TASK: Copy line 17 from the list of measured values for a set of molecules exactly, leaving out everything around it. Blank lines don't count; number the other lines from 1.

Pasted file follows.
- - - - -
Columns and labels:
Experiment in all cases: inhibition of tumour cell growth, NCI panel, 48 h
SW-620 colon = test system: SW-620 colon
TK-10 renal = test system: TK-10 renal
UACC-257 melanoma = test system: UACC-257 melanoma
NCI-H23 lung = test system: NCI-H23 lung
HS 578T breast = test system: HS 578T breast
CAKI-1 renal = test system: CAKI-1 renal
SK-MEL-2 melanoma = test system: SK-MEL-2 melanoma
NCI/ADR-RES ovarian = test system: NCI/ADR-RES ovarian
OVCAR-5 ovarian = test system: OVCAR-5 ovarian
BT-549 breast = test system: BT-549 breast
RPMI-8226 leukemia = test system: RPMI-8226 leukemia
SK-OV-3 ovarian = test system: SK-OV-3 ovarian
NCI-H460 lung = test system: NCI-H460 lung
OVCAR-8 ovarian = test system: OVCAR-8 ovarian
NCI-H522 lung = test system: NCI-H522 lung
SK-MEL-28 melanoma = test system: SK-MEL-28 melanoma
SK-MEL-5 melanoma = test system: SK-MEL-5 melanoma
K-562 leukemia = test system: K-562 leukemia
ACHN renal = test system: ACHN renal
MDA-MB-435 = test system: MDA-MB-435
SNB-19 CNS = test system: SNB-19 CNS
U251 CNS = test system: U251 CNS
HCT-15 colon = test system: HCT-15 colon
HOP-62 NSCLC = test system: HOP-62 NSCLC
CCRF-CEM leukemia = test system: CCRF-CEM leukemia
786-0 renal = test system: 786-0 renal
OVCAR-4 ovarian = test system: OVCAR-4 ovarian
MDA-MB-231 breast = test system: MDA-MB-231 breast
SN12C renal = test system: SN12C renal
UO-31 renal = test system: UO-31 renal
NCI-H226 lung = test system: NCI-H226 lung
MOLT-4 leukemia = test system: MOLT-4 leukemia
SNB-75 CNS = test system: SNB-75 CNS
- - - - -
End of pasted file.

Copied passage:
NCI-H522 lung = test system: NCI-H522 lung